Saturday, 12 November 2011

Natural Consequences - The proof is in the Pudding

Zane will soon be two years old and he is fast becoming a typical toddler. He knows what he wants and he wants it now! We have been blessed with a very calm and placid boy, I think it is mostly his personality but partly because me and Gary are very relaxed, don't get stressed out with things and generally go with the flow and it has rubbed off on him too.

So far we haven't had "tantrums", I do hate that word, because tantrum suggests it is negative behaviour, when it is just frustration that the child doesn't have the emotional maturity or intelligence to be able to deal with rationally like we as adults have learnt over time, even some adults still have tantrums, they shouldn't be ignored or punished, support is needed to work through the emotions and provide emotional literacy for the future. We have had situations that look like they could potentially head towards a meltdown, but with distraction and validation of emotions we have managed to avoid frustration on Zane's part and ours.

I am keen to avoid power struggles with Zane. As I see it, yes I am his parent, but I'm not here to control him, I am here to guide and enable him to have a happy life, he is also a human being with his own thoughts and feelings which have equal rights over mine. Please don't take this to mean I am a permissive parent as some people seem to think when they see how we react to Zane. He has firm boundaries for things which we think are important and we are consistent, but we don't sweat the small stuff which he will learn through modelling ours and other peoples behaviour. 

One tool that I have had stored in my parenting ammo for a while is natural consequences. A natural consequence occurs when parents do not intervene in a situation but allow the situation to teach the child, adults should refrain from saying anything, particularly variations on the "I told you so" theme. If parents intervene by lecturing or by dispensing additional punishment, they risk destroying the natural learning situation by creating power. Of course there are situations where natural consequences would work but it is inappropriate to use, such as when a child runs into the road, you don't want them to learn not to do it by being run over so you intervene, as it is your job as a parent to ensure that your child is safe. Or there are times that you should adapt the consequence, the natural consequence for a child that doesn't brush their teeth is that they will get cavities, but the result will be delayed so not effective, so the consequence should be relevant, such as a child who doesn't brush their teeth shouldn't be allowed sweets until they learn to brush more effectively. Here there is a logical connection between the behaviour and the consequence.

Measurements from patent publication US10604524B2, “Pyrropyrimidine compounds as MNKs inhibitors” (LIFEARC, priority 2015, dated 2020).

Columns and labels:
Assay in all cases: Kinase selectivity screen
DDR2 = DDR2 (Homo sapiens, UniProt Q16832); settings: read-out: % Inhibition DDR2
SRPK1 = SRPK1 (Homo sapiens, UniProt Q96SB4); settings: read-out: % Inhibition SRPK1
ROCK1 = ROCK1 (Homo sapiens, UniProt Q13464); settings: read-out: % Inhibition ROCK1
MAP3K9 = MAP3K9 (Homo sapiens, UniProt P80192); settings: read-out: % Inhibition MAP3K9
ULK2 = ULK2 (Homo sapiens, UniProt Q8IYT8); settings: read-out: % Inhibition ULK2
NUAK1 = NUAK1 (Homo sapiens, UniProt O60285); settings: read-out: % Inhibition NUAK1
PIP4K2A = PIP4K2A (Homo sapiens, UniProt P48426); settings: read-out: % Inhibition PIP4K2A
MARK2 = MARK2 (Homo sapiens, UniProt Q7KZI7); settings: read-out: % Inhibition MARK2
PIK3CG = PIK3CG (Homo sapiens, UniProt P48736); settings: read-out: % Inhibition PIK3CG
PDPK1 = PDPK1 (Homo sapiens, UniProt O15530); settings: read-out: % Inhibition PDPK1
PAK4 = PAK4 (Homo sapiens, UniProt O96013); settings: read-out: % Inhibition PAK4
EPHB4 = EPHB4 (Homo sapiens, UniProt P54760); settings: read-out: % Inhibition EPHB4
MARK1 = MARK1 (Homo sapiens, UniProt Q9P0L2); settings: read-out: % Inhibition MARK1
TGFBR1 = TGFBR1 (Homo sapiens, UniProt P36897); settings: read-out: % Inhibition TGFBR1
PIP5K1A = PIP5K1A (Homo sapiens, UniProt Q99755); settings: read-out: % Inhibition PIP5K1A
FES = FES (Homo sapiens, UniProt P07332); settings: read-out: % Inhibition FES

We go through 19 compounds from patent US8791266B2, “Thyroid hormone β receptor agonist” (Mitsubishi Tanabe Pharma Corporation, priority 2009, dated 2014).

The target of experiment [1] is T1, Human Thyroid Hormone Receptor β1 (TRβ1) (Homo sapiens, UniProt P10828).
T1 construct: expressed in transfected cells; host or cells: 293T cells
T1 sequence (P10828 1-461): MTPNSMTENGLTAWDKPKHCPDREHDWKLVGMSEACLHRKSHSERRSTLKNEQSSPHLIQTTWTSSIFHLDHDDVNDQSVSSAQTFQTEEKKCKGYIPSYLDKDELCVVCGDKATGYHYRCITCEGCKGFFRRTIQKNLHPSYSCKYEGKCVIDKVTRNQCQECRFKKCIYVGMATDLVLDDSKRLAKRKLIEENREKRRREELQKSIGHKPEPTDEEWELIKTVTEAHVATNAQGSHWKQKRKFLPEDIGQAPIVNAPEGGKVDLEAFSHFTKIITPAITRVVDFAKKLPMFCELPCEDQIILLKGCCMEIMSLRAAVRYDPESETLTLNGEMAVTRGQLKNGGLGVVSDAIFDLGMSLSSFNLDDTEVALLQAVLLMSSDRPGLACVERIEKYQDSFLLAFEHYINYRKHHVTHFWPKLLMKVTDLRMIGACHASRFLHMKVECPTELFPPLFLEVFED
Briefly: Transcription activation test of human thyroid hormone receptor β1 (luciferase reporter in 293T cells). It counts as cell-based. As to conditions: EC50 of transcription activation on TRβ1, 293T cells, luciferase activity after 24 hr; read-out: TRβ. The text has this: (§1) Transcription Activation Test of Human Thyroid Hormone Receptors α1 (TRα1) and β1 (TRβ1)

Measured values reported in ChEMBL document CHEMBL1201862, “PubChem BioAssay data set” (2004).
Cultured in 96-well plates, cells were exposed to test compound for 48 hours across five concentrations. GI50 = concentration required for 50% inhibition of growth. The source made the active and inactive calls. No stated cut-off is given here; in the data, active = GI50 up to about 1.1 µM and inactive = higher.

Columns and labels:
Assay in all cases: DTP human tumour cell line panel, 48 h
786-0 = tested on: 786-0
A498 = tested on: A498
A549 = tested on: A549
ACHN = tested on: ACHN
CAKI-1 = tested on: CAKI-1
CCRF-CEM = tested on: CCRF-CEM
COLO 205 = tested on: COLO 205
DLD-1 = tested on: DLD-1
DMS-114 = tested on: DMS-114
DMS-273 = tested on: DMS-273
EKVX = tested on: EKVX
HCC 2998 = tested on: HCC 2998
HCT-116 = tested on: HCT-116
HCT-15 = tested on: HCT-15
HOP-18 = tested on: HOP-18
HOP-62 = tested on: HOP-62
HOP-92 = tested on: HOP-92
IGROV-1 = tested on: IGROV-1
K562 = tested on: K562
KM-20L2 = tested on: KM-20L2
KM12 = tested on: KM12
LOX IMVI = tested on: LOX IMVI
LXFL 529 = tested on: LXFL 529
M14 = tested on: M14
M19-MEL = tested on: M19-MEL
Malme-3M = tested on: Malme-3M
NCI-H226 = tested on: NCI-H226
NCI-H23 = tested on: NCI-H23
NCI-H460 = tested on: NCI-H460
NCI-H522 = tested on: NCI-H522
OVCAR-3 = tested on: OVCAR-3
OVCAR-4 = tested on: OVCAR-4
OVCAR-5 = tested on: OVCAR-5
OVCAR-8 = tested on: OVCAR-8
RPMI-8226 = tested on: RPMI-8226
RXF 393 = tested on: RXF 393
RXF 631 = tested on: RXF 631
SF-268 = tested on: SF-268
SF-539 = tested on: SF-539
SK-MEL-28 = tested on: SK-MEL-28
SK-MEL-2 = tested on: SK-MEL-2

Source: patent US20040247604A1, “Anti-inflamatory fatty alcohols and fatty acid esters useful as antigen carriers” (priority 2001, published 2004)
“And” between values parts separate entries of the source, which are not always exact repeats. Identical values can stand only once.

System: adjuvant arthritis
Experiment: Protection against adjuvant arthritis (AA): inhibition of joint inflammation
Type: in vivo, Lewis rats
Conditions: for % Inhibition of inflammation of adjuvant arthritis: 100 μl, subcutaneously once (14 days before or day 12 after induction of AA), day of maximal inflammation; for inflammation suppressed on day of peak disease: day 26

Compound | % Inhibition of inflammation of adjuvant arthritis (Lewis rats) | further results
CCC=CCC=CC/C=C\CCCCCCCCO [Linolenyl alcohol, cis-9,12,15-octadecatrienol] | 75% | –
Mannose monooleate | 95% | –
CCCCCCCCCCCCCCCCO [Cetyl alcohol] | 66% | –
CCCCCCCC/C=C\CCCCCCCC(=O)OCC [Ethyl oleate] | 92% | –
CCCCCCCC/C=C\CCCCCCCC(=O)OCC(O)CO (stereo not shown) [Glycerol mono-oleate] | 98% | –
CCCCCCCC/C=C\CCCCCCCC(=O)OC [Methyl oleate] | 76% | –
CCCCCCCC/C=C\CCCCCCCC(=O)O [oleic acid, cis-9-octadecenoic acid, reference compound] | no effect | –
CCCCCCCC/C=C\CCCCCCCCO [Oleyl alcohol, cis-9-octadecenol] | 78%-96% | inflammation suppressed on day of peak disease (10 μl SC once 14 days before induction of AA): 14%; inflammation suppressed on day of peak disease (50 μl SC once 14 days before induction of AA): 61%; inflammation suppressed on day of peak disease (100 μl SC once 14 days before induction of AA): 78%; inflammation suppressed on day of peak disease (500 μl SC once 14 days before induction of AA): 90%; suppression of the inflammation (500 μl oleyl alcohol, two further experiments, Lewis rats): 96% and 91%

I have been using natural consequences for a while to get into practice, even though Zane hasn't been old enough to understand fully so I have used my judgement for when to intervene as of course he is a toddler and thinks of here and now and doesn't have the capacity to think ahead to a different time and place, but I do. Today we have had a breakthrough and I have really seen how natural consequences work for us. Zane doesn't like to wear his coat sometimes and today was one of those occasions. We were going on a walk down the canal and it looked like rain was imminent but instead of forcing the issue and making him wear the coat which would result in a emotional meltdown because I wasn't taking his choice into consideration, I calmly and clearly said "I hear that you don't want to wear your coat right now, but I think that you may get cold later on so we will take it with us.  If you get cold tell me and you can wear it." Its a lot of words for a toddler to understand, but we have always spoken to him like an adult even though we don't expect him to fully understand, but it will all be stored and remembered for a later date.

So off we go on our walk, although it wasn't the nicest of days it wasn't windy and making it too cold. Zane was quite happy practicing his running and collecting leaves down the canal path to think about being cold, but I occasionally reminded him that I had his coat if he was cold, he was quite happy though, although I was cold and wearing my coat, I am not him and he might not be as sensitive to cold as me. After an hour or so he had slowed down and came to the pushchair and said unprompted "cold now, coat on mummy" whilst slinging his coat over his shoulder trying to get it on. Hearing this made me doubly pleased, firstly because he had made the connection between getting cold and putting his coat on, and secondly he had processed what I had said earlier and applied it to himself when he needed it. He was empowered to make his own choice and he felt free to change his mind at any point he wanted which I think is a good lesson in life.

So I have concluded from today's walk that instead of focusing on teaching kids a lesson and both becoming stressed and unhappy, you can focus on having fun and sharing joy, that's the desired outcome after all, the small stuff will sort themselves out.